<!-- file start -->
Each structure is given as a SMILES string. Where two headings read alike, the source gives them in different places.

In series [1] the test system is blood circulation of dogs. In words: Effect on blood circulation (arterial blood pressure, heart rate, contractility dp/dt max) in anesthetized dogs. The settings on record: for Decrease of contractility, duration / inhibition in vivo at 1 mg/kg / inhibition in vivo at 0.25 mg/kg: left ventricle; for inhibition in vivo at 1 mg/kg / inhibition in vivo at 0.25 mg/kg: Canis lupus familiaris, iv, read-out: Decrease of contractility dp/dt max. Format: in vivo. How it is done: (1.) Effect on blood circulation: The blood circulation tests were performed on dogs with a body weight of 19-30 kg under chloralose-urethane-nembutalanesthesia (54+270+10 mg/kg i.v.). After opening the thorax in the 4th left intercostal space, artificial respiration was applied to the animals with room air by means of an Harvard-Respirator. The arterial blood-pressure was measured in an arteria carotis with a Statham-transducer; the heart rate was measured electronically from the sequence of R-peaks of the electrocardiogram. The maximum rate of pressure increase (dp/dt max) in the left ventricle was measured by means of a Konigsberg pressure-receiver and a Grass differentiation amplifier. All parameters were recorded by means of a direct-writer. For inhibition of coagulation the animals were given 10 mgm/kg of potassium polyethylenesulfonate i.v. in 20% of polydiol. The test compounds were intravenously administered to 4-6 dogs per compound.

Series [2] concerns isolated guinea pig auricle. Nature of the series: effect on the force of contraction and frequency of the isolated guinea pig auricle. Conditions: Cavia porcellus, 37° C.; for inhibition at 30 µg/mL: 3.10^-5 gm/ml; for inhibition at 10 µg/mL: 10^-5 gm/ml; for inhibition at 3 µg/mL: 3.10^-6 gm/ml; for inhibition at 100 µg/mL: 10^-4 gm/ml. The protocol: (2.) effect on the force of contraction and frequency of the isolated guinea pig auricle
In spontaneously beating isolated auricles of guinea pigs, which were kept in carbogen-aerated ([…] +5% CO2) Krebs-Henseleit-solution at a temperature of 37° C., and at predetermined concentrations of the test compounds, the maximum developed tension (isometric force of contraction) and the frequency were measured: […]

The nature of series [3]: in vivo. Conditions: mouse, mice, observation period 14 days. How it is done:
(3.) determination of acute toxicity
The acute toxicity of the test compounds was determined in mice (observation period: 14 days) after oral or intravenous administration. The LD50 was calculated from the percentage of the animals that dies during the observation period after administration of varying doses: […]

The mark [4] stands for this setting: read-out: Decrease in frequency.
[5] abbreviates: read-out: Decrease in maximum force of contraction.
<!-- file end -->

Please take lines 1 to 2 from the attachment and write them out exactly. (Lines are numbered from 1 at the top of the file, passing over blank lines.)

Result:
Each structure is given as a SMILES string. Where two headings read alike, the source gives them in different places.

In series [1] the test system is blood circulation of dogs. In words: Effect on blood circulation (arterial blood pressure, heart rate, contractility dp/dt max) in anesthetized dogs. The settings on record: for Decrease of contractility, duration / inhibition in vivo at 1 mg/kg / inhibition in vivo at 0.25 mg/kg: left ventricle; for inhibition in vivo at 1 mg/kg / inhibition in vivo at 0.25 mg/kg: Canis lupus familiaris, iv, read-out: Decrease of contractility dp/dt max. Format: in vivo. How it is done: (1.) Effect on blood circulation: The blood circulation tests were performed on dogs with a body weight of 19-30 kg under chloralose-urethane-nembutalanesthesia (54+270+10 mg/kg i.v.). After opening the thorax in the 4th left intercostal space, artificial respiration was applied to the animals with room air by means of an Harvard-Respirator. The arterial blood-pressure was measured in an arteria carotis with a Statham-transducer; the heart rate was measured electronically from the sequence of R-peaks of the electrocardiogram. The maximum rate of pressure increase (dp/dt max) in the left ventricle was measured by means of a Konigsberg pressure-receiver and a Grass differentiation amplifier. All parameters were recorded by means of a direct-writer. For inhibition of coagulation the animals were given 10 mgm/kg of potassium polyethylenesulfonate i.v. in 20% of polydiol. The test compounds were intravenously administered to 4-6 dogs per compound.